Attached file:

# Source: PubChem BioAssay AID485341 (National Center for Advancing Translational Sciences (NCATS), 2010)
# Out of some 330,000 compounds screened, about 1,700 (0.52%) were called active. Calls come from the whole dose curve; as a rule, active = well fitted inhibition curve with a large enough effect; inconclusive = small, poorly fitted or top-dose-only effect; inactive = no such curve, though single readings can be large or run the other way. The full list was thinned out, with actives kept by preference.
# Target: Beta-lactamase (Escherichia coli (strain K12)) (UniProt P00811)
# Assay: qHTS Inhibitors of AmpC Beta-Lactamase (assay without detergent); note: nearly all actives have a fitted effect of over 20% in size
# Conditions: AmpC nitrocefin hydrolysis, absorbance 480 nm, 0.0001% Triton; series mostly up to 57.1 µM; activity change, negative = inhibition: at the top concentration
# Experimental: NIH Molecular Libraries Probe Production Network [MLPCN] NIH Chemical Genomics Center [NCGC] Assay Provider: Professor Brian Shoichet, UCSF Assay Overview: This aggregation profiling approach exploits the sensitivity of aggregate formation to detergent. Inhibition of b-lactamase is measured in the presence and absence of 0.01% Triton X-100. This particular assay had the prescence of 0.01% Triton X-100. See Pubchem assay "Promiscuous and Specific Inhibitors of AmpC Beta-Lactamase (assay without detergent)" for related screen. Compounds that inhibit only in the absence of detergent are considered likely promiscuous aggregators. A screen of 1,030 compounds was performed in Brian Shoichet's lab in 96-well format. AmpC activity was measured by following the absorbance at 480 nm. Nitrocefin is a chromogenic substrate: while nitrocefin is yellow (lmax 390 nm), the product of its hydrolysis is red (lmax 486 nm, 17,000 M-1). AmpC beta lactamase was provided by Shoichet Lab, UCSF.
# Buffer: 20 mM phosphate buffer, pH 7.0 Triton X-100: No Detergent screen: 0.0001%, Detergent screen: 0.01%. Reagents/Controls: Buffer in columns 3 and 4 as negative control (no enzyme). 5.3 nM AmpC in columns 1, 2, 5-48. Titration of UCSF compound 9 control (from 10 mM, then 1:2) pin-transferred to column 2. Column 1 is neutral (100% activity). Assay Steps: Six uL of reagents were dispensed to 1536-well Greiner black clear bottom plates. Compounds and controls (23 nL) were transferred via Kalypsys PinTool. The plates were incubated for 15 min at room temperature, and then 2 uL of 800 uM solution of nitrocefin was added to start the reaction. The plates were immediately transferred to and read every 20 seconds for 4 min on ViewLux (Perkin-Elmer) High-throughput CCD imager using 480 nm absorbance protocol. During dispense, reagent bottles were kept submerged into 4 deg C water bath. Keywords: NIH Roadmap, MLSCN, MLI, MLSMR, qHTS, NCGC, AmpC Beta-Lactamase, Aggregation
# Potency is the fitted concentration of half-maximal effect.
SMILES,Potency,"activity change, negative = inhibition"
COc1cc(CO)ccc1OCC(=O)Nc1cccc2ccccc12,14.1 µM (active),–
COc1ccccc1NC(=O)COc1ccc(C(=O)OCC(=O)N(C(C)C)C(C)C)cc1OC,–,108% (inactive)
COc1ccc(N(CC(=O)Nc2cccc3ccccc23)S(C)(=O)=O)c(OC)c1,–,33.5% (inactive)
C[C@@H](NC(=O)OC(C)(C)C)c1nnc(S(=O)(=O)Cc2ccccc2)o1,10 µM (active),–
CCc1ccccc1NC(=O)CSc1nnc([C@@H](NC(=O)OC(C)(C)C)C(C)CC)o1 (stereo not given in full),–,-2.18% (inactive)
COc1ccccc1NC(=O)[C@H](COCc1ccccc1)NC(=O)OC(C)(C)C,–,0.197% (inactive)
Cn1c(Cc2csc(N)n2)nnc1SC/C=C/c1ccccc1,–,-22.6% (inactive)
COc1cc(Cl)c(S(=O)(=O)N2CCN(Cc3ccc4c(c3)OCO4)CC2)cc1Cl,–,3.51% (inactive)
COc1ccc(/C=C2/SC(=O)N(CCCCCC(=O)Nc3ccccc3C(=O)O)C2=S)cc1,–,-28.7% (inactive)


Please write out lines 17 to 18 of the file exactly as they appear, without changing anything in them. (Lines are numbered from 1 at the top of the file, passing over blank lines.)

COc1cc(Cl)c(S(=O)(=O)N2CCN(Cc3ccc4c(c3)OCO4)CC2)cc1Cl,–,3.51% (inactive)
COc1ccc(/C=C2/SC(=O)N(CCCCCC(=O)Nc3ccccc3C(=O)O)C2=S)cc1,–,-28.7% (inactive)